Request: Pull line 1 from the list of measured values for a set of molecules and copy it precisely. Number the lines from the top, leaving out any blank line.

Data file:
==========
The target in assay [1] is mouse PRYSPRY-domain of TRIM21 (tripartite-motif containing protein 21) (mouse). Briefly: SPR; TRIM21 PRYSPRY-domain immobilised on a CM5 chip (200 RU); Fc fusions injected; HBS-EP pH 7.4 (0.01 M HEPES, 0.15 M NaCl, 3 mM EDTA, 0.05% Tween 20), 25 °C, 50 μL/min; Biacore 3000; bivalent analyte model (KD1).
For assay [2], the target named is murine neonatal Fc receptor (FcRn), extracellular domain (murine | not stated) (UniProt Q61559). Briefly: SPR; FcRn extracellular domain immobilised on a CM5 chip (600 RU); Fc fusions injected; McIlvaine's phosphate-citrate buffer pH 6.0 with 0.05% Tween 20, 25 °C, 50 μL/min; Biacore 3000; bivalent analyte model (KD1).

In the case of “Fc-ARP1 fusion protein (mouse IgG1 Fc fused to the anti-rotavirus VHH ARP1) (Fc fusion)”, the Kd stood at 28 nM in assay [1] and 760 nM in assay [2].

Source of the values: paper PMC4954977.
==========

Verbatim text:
The target in assay [1] is mouse PRYSPRY-domain of TRIM21 (tripartite-motif containing protein 21) (mouse). Briefly: SPR; TRIM21 PRYSPRY-domain immobilised on a CM5 chip (200 RU); Fc fusions injected; HBS-EP pH 7.4 (0.01 M HEPES, 0.15 M NaCl, 3 mM EDTA, 0.05% Tween 20), 25 °C, 50 μL/min; Biacore 3000; bivalent analyte model (KD1).